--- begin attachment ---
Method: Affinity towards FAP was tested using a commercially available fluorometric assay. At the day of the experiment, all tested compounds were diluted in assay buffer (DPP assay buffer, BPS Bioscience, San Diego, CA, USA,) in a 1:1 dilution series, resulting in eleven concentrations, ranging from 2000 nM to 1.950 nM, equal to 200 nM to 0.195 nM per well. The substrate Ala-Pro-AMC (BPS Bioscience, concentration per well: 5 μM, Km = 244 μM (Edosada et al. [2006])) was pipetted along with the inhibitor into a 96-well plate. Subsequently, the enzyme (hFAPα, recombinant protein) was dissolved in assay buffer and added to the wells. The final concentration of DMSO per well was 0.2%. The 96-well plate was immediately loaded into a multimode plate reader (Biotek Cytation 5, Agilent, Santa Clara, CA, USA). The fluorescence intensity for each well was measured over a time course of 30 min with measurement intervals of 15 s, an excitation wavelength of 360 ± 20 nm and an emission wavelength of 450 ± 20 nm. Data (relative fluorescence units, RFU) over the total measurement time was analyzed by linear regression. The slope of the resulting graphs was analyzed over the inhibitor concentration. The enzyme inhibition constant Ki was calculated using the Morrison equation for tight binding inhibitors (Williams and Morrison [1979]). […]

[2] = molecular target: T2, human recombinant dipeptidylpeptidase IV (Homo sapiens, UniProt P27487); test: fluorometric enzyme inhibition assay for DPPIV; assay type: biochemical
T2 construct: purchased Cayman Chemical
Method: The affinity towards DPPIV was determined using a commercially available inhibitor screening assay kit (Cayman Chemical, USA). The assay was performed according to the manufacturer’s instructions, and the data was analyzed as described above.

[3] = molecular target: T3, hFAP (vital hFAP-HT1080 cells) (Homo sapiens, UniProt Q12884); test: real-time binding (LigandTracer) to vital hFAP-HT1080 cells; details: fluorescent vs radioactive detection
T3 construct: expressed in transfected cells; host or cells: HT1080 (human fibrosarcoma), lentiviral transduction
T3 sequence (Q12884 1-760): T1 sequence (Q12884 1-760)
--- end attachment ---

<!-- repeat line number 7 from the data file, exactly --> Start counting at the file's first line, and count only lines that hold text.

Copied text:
T3 sequence (Q12884 1-760): T1 sequence (Q12884 1-760)